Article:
Commenting last month on the issue, Matthew J. Matthews, deputy assistant secretary and U.S. senior official for APEC, told CNA that the United States has always been supportive of Taiwan's full membership in APEC and is making sure that status will not be compromised.

Thursday, October 04, 2018

Australia to support PNG’s immunisation strategy

Australian High Commission

The Nationwide Polio Campaign was launched by the Minister for Health and HIV/AIDS, Sir Puka Temu on Monday  October 1.

Australian High Commission Minister-Counsellor, Benedict David, attended the launch and was pleased to announce K24 million to combat vaccine preventable diseases in Papua New Guinea.

Australian High Commission Minister-Counsellor Benedict David vaccinates a child following the launch of the Nationwide Polio Campaign in Port Moresby.

He said: “Australia and Papua New Guinea are close friends, and we will always look out for each other in times of need. 

"Under the leadership of Minister Temu and the Department of Health, this additional support will help protect PNG’s children from polio and other childhood illnesses.”

The Government of Papua New Guinea has spearheaded a vaccination campaign to eradicate polio in PNG.

Sir Puka thanked the many health workers and communities who had supported the Government’s efforts to vaccinate every child in the country from this potentially deadly disease.

Minister for Health and HIV/AIDS Sir Puka Temu vaccinates a child following the launch of the Nationwide Polio Campaign in Port Moresby.

Low rates of routine immunisation have led to recent outbreaks of preventable diseases such as polio, measles, and whooping cough.

 In partnership with the World Health Organisation, United Nations Children's Fund and the US Centers for Disease Control and Prevention, Australia’s contribution will support the National Department of Health’s emergency polio campaign.

Longer term Australian support will help to increase routine immunisation rates to avoid future outbreaks.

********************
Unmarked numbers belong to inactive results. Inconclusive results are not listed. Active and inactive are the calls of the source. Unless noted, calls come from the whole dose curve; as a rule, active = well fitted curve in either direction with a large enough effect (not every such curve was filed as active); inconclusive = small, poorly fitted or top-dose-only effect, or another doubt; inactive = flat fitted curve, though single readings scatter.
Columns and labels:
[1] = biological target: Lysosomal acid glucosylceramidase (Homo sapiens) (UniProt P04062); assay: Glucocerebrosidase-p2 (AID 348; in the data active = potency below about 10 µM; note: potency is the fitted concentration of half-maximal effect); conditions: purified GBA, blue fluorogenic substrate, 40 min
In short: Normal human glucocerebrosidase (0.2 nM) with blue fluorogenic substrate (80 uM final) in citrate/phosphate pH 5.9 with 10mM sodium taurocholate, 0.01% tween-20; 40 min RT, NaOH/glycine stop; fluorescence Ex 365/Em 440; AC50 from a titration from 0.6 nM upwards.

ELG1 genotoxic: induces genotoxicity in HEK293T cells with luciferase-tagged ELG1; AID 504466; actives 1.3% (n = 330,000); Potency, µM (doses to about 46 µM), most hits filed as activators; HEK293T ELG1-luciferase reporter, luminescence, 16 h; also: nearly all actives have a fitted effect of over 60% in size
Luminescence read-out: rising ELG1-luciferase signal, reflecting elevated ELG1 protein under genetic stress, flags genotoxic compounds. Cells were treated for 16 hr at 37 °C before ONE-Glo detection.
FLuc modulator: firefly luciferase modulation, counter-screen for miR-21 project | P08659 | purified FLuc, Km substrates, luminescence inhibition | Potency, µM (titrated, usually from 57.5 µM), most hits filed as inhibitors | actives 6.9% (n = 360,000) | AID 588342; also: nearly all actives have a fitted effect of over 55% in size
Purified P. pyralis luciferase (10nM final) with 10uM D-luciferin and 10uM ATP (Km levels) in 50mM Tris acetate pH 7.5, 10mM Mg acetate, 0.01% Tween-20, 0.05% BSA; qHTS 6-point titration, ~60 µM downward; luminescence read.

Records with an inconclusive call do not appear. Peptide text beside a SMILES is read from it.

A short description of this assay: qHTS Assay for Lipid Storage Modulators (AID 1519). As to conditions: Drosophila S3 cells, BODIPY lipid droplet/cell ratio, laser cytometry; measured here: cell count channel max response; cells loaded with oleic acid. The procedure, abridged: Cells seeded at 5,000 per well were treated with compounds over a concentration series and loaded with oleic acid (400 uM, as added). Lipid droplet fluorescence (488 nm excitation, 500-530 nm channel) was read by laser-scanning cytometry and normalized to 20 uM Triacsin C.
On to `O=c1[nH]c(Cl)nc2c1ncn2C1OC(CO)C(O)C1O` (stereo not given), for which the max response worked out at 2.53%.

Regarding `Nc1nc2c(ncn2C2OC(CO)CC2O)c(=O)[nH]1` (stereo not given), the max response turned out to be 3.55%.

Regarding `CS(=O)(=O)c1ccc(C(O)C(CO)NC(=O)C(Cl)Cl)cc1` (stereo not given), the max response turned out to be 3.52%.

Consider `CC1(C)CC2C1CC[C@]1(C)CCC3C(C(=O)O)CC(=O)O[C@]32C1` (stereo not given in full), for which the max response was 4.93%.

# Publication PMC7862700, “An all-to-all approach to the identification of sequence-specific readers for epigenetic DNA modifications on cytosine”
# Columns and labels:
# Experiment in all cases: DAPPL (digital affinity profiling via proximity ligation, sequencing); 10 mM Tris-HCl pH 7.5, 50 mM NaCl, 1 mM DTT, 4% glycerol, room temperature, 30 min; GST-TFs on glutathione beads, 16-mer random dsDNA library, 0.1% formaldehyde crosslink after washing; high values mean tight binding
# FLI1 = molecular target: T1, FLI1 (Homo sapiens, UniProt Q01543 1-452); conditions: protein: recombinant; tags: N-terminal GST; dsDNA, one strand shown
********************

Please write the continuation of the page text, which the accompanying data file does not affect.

Dr Luo Dapeng, the WHO Representative in PNG, said: “Together, the international community in PNG can help support the Government to ensure a better future for Papua New Guinean children.” 

Tuesday, October 02, 2018

Dive seasons in Papua New Guinea

by Rebecca Strauss,
September 30, 2018 

Occupying the eastern half of New Guinea, the world’s second largest island after Greenland, Papua New Guinea sits high atop almost every diver’s bucket list.

But in a land that spans 178,000 square miles (461,000 square kilometers), you’ve got to know where to go — and when — to get the most bang for your diving buck.

With no highways spanning the entirety of the country’s rugged terrain, dive resorts in PNG give new meaning to the word “remote,” reachable only by small plane in many cases.

Once you’re there, you’re there — and if it’s the right time of year, you’ll be happily stranded among some of the world’s best dive sites.

Here’s our guide to the dive seasons in Papua New Guinea, focusing on the main areas.


A wide peninsula juts out of Papua New Guinea’s southeastern corner, pointing like a finger to Milne Bay, home of Tawali Dive Resort.

To get there, one must fly from the capital city of Port Moresby to Alotau.

From there it’s a 90-minute bus ride through the countryside to small dock, where a boat awaits to make the final 20-minute journey to the resort.

 Milne Bay is most well-known for muck diving, but there are manta-cleaning stations and WWII wrecks on hand as well.

Sitting on the north coast at the tip of the peninsula, Tawali is mostly sheltered from prevailing southeast winds.

 So even if the winds are blowing, visitors can still dive the protected northern sites.

If the air is calm, divers have access to a plethora of sites south and southeast of the resort.